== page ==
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WILLIAM SHATNER (Kazar) lends his distinctive voice to this looney leader of a cult of wildebeests intent on moving up the food chain.

The popular star has cultivated a career that has spanned 50 years as a professional actor, director, producer, screenwriter, recording artist, author, and horseman. He is one of pop culture's most recognizable figures and has also established himself as a major Hollywood philanthropist.

Born in Montreal, Canada, Shatner developed an early interest in acting and started working professionally at the Canadian Broadcasting Company (CBC) even before he reached his teens.

He found himself drawn to the theater and eventually joined the Stratford Shakespeare Festival under Sir Tyron Guthrie. "Tamburlaine,” one of the festival's productions, moved to Broadway, and Shatner was immediately noticed by the New York critics.

While at Stratford, Shatner also found time to write plays for the CBC. He moved to New York and was part of television's Golden Age, working on programs such as "Playhouse 90” and "Studio One.” He made his film debut in the 1957 film "The Brothers Karamazov,” followed by "Judgment at Nuremburg” and "The Intruder.” During the same period, he starred on Broadway in "The World of Suzie Wong” and "A Shot in the Dark.”

He has since guest-starred in several hundred television programs, including classics such as "The Twilight Zone,” "Alfred Hitchcock Presents,” and "Mission: Impossible.” He also recurred on other staples, including "77 Sunset Strip” and "Dr. Kildare,” before garnering an Emmy® nomination for his appearances in "3rd Rock From the Sun.”

In 1966, Shatner originated the role of Captain James T. Kirk in the television series "Star Trek,” a show which rocketed to fame only after it was cancelled and relaunched in syndication. The series spawned a feature-film franchise, and Shatner reprised the role of Kirk in seven of the "Star Trek” motion pictures. He has since appeared in other movies, such as "Airplane II: The Sequel,” "Loaded Weapon I,” and both installments of the "Miss Congeniality” franchise.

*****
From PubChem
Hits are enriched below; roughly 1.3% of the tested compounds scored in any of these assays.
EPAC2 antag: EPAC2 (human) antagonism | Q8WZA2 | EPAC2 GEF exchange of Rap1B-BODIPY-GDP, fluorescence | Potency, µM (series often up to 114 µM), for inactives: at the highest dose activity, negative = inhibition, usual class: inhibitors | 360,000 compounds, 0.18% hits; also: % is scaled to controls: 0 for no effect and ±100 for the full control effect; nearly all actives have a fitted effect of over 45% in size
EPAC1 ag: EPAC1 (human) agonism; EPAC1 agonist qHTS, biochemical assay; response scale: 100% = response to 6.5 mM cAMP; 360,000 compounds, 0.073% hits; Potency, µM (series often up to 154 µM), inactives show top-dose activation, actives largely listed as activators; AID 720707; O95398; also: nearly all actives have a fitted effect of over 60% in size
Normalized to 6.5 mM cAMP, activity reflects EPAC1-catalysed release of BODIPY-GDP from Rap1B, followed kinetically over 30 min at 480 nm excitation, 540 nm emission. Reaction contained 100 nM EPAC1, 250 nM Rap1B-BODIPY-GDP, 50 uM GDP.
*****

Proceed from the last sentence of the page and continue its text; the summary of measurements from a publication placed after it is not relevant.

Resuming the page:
Shatner played the title role in the hit network series "T.J. Hooker” before hosting the CBS series "Rescue 911” for six seasons. He made his feature-film directing debut in 1989 with "Star Trek V: The Final Frontier,” in which he also starred as well as helped conceive the story. Since then he has directed several features, television movies, and episodics. Most recently, he directed and produced "Groom Lake,” a picture about the mysterious area surrounding Roswell, New Mexico.

Shatner's love and appreciation of music inspired him to go into the studio and record "Has Been,” a compilation of songs he recorded with such musical artists as Ben Folds (who also produced the record), Brad Paisley, Joe Jackson, Aimee Mann and Henry Rollins. The album features Shatner's trademark vocalization and shows off his passion for poetry and lyricism. Off-screen, Shatner has authored over 20 best-selling books in both the fiction and non-fiction genres. His novel series TekWar was turned into a television series for Sci-Fi Network, in which he starred and directed. Some of his other popular novels include Man O'War, Star Trek Avenger, and Ashes of Eden. He wrote two books on his "Star Trek” career, Star Trek Memories and Star Trek Movie Memories, before penning Get a Life!—a hilarious yet endearing look at the cult of "Star Trek” conventions.

Beyond the confines of the entertainment industry, he has also enjoyed success in the field of horse breeding. His love for horses led him to his involvement with AHEAD With Horses, a charity organization that gives physically and mentally challenged children the thrill of riding a horse, boosting their confidence and self-esteem. For the past 14 years, he has hosted the Holly


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